Posted by Dale Buss on November 1, 2012 04:01 PM
Fall is usually a good time to sell and buy a pickup truck, and this season is no exception: Today, Ford announced an 8-percent increase in October sales of its F-Series pickup trucks over a year ago; Chevrolet Silverado, up 6 percent; GMC Sierra, up 9 percent; Chrysler's Dodge Ram, up 17 percent; and Toyota Tundra and Tacoma, each up at least 20 percent.
The sales numbers for those truck brands and for the segment as a whole were better than for each nameplate's parent brand overall. So pickups have assumed an important position in driving the overall continuation of the U.S. auto-industry recovery. October auto sales increased by about 7 to 8 percent over October 2011 sales to notch the best October in five years.
But another factor was at work besides seasonality and a still-strengthening industry: The American housing industry seems to have entered a recovery phase, and there's no vehicle segment that benefits more from such a phenomenon than pick-up truck sales, as construction contractors and others begin to express more demand. And as Tim Allen says in the latest Chevy Silverado commercial, at top, "You build a reputation by not breaking down."Continue reading...
Posted by Dale Buss on October 16, 2012 09:01 AM
Citigroup CEO Vikram Pandit and COO John Havens quit unexpectedly; board elevates EMEA CEO Mike Corbat to top spot.
Yahoo CEO Marissa Mayer, back from two-week maternity leave, poaches new COO from her previous employer Google.
RIM sees its once-iconic BlackBerry slip into black-sheep territory.
CBS extends CEO Les Moonves for two more years to 2017.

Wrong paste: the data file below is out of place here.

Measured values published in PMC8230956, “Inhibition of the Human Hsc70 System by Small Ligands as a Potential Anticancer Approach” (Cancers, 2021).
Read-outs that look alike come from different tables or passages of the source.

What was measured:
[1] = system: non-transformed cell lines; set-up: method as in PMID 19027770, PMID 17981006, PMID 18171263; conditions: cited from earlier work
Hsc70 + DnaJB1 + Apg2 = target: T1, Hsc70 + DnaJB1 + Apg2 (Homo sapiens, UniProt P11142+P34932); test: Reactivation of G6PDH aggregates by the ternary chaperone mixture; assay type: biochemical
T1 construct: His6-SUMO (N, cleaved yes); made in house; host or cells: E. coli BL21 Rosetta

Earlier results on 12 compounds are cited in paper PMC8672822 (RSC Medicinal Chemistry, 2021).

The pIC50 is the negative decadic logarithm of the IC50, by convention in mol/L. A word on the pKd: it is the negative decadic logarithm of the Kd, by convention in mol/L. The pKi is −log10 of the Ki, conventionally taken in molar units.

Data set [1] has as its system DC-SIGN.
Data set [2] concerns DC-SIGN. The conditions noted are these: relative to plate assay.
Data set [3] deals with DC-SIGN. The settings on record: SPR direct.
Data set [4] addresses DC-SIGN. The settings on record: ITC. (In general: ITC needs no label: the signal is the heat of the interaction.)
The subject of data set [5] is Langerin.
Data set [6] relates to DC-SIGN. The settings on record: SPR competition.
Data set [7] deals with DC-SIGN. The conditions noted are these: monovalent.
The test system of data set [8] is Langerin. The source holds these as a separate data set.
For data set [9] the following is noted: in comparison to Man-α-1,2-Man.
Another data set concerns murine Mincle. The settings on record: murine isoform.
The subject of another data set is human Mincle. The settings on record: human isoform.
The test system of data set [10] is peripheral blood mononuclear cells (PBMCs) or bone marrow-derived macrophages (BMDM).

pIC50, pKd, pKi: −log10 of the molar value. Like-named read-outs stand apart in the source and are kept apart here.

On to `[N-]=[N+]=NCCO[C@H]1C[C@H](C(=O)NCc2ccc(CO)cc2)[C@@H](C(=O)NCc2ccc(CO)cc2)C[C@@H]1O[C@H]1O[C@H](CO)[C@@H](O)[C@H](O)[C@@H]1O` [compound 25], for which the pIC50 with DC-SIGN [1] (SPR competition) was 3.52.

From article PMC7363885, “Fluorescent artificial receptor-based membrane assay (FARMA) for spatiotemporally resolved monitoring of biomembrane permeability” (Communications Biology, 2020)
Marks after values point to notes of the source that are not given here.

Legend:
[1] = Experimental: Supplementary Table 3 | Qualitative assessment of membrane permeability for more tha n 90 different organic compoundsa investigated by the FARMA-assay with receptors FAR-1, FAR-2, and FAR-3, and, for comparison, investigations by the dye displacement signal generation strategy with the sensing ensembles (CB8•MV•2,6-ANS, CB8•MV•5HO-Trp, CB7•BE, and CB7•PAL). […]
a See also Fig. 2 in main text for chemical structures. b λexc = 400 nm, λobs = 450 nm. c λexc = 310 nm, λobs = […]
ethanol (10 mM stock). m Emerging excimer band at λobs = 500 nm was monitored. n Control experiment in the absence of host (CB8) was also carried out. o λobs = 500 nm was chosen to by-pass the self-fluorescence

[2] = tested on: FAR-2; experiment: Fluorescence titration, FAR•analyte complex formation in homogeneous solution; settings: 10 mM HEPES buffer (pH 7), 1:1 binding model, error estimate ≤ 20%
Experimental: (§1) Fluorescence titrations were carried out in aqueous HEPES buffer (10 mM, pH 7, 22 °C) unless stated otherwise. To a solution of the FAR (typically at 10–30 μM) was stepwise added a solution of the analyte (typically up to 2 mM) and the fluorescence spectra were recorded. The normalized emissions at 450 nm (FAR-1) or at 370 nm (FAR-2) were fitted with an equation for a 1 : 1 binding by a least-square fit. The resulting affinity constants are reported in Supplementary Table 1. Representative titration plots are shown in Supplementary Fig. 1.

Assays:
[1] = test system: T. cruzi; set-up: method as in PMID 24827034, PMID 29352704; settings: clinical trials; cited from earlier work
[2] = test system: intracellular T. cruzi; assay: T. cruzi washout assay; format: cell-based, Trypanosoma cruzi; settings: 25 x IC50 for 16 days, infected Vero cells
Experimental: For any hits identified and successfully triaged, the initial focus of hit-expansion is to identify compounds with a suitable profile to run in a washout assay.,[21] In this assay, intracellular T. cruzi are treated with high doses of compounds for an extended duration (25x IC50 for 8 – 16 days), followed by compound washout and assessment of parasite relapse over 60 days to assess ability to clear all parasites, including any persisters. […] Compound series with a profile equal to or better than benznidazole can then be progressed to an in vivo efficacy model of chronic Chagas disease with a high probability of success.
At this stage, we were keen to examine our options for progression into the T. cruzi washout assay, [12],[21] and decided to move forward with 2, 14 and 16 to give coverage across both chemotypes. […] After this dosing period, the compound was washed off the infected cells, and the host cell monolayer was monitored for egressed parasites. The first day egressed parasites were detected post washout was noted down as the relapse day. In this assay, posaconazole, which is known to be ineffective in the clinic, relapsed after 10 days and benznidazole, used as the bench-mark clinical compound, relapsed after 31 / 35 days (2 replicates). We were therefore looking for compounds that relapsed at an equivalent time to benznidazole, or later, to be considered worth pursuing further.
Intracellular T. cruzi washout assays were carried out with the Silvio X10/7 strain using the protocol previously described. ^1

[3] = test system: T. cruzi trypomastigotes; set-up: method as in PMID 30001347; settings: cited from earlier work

Chrysler opens availability of natural-gas-powered Ram pickup to retail sales.
Facebook opens UK engineering hub to focus on mobile.
Foxconn admits to breaching child labor laws.Continue reading...
Posted by Dale Buss on August 24, 2012 08:55 AM
Apple and Samsung wait for jury to plow through complex case as Apple tries to thwart efforts by Google and its Motorola Mobility to ban iPhone and iPad imports into U.S.
Lance Armstrong says he'll stop fighting U.S. doping authority, faces loss of Tour de France titles.
Best Buy carries out drama with founder over control of company.
Boeing strains to make Dreamliner program profitable.
Bristol-Myers Squibb drops Hepatitis C drug after patient death.
Chrysler mulls boosting Ram truck production to meet rising demand.
Cox Communications debuts multi-platform football-based campaign.
Current TV to turn over half the screen to Twitter during convention coverage.
Daimler mulls building compact Mercedes cars with Renault-Nissan, report says. Continue reading...
Posted by Dale Buss on August 1, 2012 04:14 PM
General Motors and Ford have lost some combined momentum these days, as the most impressive relative sales results in the middling automotive recovery now are being turned in by their Japanese rivals and by Chrysler. So once again as in the past, Ford and GM are hoping that their biggest-profit vehicles, full-size pickup trucks, can rally to the companies' aid.
There certainly are some good harbingers for that hope. For one thing, there finally are signs of a recovery in U.S. new-home construction, which is the single biggest factor in encouraging the purchase of new pick-ups.
For July, GM reported 6-percent lower overall sales than a year earlier, thanks in part to fewer cars sales to fleets but also reflecting a 13-percent decline for the month in sales of its dominant pickup-truck line, Chevy Silverado, and a 12-percent drop in sales for its GMC Sierra line. The results set off some alarm in GM observers in part because GM has continued to boost dealer inventories of pickup trucks in advance of a big design change next year, which will idle pickup-truck production for a while.
Meanwhile, Ford's sales overall were off by 4 percent for July. And sales of its F-Series pickups — America's best-selling vehicle line for decades — were flat in July, though they're up by about 12 percent for the year.Continue reading...
Posted by Dale Buss on July 25, 2012 02:23 PM
American auto buyers appear to be falling right into the clutches of several auto brands as they switch to smaller new vehicles in response to higher gasoline prices and their need to replace that aging hulk in the garage. Along with better fuel economy, many buyers are gaining amenities, overall better quality and improved functional design than Americans used to get in downsizing their car purchases.